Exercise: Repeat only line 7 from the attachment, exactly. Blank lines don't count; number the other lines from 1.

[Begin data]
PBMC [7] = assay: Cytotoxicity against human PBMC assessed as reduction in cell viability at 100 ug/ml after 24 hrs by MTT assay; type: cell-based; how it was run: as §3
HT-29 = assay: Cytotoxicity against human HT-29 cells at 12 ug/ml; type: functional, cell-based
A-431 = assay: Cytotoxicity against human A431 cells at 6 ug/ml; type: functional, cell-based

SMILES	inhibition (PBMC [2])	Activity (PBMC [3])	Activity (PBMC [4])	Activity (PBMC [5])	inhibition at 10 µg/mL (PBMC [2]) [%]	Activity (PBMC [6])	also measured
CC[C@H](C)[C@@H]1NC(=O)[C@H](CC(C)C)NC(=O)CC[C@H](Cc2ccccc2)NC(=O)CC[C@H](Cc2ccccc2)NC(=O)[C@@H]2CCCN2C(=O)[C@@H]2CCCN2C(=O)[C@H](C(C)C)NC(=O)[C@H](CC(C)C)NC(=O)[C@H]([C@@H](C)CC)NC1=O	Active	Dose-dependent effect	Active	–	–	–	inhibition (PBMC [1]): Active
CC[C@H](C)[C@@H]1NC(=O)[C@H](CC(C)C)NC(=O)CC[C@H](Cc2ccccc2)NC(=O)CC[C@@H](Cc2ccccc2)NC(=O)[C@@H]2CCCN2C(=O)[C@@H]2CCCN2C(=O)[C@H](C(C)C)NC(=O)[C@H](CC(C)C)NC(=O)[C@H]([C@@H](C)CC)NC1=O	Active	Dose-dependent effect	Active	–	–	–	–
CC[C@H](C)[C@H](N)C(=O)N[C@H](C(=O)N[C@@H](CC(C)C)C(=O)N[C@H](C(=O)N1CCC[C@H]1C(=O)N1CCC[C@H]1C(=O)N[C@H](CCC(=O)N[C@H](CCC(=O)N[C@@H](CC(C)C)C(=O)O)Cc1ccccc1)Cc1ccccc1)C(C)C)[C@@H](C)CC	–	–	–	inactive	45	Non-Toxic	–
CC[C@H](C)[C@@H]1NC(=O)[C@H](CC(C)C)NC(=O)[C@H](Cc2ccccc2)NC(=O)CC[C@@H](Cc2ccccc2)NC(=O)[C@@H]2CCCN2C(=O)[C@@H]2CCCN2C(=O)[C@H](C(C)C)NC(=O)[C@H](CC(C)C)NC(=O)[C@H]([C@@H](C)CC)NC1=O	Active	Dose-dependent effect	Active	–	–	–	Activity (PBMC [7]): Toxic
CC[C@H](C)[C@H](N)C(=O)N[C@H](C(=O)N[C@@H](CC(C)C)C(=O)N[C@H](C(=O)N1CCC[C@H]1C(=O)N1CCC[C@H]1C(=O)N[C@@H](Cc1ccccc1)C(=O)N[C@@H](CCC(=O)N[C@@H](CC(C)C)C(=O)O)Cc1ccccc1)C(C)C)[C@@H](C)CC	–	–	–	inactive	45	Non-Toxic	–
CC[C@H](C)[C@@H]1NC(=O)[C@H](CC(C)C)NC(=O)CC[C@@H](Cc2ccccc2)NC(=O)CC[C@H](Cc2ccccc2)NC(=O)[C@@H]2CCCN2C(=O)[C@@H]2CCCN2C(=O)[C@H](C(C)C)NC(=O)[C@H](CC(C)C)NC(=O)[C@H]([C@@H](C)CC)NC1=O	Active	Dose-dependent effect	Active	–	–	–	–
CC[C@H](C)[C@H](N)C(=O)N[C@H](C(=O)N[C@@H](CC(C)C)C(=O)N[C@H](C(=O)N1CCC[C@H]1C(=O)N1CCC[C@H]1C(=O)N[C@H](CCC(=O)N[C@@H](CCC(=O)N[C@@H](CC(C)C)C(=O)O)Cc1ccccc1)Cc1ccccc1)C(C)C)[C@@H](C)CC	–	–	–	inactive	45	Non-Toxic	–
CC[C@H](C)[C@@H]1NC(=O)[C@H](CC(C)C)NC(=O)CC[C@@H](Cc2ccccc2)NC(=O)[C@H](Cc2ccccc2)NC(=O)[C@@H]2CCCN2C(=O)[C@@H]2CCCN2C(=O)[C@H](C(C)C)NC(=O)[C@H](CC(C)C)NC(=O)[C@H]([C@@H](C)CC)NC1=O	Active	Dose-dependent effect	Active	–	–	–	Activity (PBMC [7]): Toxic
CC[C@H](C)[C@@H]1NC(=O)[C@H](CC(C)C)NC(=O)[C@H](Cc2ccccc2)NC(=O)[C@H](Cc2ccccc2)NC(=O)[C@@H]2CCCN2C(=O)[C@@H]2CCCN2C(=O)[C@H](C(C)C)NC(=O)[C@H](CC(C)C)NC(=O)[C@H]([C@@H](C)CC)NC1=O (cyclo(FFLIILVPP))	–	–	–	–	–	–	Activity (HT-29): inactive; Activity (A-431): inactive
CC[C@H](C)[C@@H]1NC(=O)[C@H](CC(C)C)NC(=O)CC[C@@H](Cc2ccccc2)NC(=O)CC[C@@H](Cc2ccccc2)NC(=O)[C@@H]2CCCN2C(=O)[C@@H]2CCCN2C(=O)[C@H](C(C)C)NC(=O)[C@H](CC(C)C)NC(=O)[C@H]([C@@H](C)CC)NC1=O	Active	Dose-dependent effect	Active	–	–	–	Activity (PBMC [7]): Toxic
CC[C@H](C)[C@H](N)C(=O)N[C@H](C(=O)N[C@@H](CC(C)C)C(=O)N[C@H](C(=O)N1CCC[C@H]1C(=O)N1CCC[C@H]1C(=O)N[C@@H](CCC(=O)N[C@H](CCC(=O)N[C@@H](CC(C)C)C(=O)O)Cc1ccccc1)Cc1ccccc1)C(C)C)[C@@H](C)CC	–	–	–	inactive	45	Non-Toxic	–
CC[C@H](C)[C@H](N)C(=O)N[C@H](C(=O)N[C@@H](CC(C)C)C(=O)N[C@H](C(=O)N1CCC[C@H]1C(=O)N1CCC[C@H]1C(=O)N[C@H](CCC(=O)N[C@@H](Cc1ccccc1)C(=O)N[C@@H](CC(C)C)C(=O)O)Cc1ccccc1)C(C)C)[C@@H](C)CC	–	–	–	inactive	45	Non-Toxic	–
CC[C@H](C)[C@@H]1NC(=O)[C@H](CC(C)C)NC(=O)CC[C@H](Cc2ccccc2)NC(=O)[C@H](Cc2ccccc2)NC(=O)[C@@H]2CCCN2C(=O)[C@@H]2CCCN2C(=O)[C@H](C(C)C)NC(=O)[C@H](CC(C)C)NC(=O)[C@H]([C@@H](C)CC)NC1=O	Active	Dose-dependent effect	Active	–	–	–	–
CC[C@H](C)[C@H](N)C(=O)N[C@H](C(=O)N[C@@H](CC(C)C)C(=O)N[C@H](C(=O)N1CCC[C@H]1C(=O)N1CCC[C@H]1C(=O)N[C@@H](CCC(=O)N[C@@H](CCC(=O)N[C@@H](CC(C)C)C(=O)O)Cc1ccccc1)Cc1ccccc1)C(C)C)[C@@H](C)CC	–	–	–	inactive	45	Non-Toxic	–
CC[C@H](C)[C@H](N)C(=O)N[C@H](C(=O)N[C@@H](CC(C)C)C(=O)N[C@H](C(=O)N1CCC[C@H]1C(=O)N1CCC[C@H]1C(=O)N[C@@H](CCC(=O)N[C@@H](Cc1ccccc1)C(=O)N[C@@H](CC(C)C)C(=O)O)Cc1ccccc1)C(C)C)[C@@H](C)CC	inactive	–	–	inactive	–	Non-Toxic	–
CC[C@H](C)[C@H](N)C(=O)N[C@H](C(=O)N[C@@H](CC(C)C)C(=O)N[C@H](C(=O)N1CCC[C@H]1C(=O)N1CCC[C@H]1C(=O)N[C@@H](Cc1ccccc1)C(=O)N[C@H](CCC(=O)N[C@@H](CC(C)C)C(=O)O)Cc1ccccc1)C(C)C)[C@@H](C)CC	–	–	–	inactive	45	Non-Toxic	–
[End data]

CC[C@H](C)[C@H](N)C(=O)N[C@H](C(=O)N[C@@H](CC(C)C)C(=O)N[C@H](C(=O)N1CCC[C@H]1C(=O)N1CCC[C@H]1C(=O)N[C@H](CCC(=O)N[C@H](CCC(=O)N[C@@H](CC(C)C)C(=O)O)Cc1ccccc1)Cc1ccccc1)C(C)C)[C@@H](C)CC	–	–	–	inactive	45	Non-Toxic	–